Not long after crossing the Elwha river I saw a big line of traffic ahead – all stopped, so I tagged onto the end of the line and waited for a while… no movement but traffic was moving in the opposite lane which indicated that at least the road was open. I got fed-up with waiting at the back, so rode down the shoulder to see what gives at the front. I passed dozens upon dozens of vehicles and discovered that they had already been waiting a half-hour. “Crap!” I kept going until I reached the head of the queue and there was the flag person. “Sorry,” he said, “you can’t ride your bike through the road works as it goes on for miles.” “Crap!” “But we will give you a ride through if you take all the bags off the bike.” No problem, I was sick of the bloody wind anyway. The contractor’s pick-up arrived shortly after and we loaded the bike and gear into the box to drive off in style. I actually got a ride up until about only 8 km from my intended stop of Fairholme Campground, so that worked out in the end to give me rest from the headwind.
Upon arrival at Fairholme Campground (Waypoint “2” on the map) I discovered that all the walk-in camping sites were full, “Crap!” But luckily a couple of regular rv or car camping sites were available, same price anyway, so I grabbed one of those.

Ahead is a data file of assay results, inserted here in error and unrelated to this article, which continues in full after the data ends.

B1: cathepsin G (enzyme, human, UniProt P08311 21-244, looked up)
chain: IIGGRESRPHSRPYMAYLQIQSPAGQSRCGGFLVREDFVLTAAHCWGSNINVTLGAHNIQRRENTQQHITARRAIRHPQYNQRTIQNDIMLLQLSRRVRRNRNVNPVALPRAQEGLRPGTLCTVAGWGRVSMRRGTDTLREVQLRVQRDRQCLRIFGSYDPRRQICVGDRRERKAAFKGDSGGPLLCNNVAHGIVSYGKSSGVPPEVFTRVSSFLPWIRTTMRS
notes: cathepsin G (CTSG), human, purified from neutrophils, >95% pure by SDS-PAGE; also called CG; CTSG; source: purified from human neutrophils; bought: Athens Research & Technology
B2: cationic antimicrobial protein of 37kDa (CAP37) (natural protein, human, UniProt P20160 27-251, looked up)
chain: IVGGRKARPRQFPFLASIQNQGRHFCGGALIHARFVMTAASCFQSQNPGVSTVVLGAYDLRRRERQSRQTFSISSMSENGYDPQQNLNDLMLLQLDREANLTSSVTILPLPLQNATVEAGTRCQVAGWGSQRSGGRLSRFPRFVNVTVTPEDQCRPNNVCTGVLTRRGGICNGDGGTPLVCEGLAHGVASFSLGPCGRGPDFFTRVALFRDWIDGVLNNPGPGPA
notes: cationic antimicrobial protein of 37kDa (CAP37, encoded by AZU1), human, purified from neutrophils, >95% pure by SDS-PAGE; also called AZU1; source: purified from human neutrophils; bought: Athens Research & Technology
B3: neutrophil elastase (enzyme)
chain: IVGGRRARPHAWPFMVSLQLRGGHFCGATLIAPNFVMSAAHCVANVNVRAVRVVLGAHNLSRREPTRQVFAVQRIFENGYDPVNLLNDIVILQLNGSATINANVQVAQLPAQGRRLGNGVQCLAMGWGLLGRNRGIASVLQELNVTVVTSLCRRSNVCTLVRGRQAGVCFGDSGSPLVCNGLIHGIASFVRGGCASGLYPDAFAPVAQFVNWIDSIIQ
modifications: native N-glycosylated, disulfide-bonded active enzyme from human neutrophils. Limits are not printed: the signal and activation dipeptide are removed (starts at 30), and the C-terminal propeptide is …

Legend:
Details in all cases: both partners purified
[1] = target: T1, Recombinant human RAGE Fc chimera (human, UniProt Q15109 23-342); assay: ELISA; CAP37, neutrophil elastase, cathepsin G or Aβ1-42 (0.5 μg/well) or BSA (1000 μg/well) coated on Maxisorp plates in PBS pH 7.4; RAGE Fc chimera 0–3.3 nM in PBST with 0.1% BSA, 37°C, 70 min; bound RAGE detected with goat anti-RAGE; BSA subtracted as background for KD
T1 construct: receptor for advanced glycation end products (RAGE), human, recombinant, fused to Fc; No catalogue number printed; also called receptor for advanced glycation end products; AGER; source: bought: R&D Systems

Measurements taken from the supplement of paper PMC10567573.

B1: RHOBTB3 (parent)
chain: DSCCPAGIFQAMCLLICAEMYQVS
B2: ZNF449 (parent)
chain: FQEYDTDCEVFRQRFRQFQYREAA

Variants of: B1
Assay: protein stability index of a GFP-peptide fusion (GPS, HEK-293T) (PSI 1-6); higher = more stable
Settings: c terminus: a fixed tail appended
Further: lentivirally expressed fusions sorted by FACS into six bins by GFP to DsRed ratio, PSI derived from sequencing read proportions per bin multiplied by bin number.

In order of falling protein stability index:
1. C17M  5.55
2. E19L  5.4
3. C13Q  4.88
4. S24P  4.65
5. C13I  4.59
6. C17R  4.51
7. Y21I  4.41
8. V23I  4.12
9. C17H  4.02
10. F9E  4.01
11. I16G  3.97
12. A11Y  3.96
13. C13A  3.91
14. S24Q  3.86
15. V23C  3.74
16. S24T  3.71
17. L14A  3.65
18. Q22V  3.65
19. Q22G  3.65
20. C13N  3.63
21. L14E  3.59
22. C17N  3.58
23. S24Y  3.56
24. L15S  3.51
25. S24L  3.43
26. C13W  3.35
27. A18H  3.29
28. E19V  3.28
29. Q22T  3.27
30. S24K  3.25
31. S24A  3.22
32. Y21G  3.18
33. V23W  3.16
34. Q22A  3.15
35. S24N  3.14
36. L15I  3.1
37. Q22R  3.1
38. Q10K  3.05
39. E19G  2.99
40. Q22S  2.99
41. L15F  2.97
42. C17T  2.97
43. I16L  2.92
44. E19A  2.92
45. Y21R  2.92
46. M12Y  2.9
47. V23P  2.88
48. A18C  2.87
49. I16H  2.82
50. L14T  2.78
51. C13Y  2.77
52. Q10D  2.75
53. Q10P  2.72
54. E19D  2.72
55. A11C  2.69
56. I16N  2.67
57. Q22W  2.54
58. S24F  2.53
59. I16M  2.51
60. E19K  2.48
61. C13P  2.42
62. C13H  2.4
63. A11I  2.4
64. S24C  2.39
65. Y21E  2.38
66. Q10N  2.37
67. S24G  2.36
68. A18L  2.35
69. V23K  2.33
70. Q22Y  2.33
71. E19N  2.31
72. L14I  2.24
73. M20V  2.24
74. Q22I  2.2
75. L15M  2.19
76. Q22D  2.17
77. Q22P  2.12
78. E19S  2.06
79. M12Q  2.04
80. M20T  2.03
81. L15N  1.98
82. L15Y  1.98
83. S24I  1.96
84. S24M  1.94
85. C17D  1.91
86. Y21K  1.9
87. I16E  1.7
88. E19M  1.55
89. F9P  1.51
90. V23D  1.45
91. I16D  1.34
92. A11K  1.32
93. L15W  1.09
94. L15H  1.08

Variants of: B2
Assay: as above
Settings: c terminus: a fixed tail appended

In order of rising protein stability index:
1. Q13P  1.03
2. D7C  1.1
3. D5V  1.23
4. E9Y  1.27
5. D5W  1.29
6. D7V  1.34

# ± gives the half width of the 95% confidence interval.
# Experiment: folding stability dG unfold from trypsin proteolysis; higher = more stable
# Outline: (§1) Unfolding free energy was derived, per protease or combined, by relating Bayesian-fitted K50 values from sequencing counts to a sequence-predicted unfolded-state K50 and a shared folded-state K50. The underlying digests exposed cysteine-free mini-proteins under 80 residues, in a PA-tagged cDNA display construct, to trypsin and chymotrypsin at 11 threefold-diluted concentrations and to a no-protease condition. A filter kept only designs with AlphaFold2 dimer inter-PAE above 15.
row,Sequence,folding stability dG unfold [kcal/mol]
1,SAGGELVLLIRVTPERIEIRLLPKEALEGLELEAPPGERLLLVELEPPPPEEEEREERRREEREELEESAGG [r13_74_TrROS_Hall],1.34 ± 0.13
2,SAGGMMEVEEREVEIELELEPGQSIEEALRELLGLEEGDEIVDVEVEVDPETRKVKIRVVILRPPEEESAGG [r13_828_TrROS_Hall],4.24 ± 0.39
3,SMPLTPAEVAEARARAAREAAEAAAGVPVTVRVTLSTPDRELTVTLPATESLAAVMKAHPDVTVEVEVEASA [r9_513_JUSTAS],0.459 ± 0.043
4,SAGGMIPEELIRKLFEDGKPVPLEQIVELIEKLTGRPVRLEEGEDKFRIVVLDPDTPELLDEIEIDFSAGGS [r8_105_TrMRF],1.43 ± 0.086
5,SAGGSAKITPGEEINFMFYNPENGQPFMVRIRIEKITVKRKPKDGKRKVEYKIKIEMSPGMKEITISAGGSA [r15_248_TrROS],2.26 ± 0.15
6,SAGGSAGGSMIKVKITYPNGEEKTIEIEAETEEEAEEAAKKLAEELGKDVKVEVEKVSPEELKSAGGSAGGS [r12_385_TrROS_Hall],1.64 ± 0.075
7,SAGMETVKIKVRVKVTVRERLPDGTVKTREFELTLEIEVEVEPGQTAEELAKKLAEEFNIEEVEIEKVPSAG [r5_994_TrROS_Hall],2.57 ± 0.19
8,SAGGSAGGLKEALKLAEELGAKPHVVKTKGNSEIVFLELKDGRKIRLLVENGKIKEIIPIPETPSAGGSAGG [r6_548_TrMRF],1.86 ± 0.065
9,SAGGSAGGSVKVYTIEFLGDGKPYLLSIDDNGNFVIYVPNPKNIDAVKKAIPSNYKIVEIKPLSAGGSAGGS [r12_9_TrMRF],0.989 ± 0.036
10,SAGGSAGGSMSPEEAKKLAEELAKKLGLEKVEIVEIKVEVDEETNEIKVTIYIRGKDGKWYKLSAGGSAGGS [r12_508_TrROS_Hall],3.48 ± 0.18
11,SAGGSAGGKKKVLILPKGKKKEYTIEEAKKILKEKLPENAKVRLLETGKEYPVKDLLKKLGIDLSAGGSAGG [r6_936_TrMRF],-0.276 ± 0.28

After setting up the tent, getting cleaned up and preparing some food, I sat back and enjoyed the scenery. Later on I had a wander round and had a chat with a few of the campers who were enjoying the lake views. Of course, now that I was settled, the wind was waning, go figure!
Day 2 – Fairholme Campground to Bogachiel State Park
I woke up relatively early and stuck my head outside the tent to see a sky that was promising some rain possibly , so outta the sack pretty sharpish to get packed up before my gear got wet. It’s no fun packing up a wet tent at anytime! I knew that there was a good breakfast restaurant about 24 km west of Fairholme as I’d dined at the Hungry Bear Cafe on previous jaunts to this area. After packing up and a quick drink of water and a banana to tide me over, I was on the road in no time.
The ride to the cafe was uneventful with a quiet road and no rain… yet! After about 20 km, I felt a raindrop which forced me to pick up the pace a bit (as much as one can on loaded touring bike!) and try to get to the cafe before a deluge drowned me. I was lucky as the deluge didn’t start until I was just riding into the parking lot of the cafe. “CLOSED” the sign on the door stated, “Crap!” Oh, but opening at 9:00 a.m.; it was 8:45 a.m. which left me only fifteen minutes to wait – good enough! To stay somewhat dry, I squeezed myself and the bike in under the eave of the building to try and get some cover from the rain and wait out the expected opening. As I waited, three motorcyclists pulled into the parking lot, they were completely soaked from the heavy rain squall, so I was the lucky one missing that downpour! We all packed in under the eave hoping that the restaurant would open on time, and it did. We all barged in and grabbed a seat to enjoy some hot coffee and a cooked breakfast.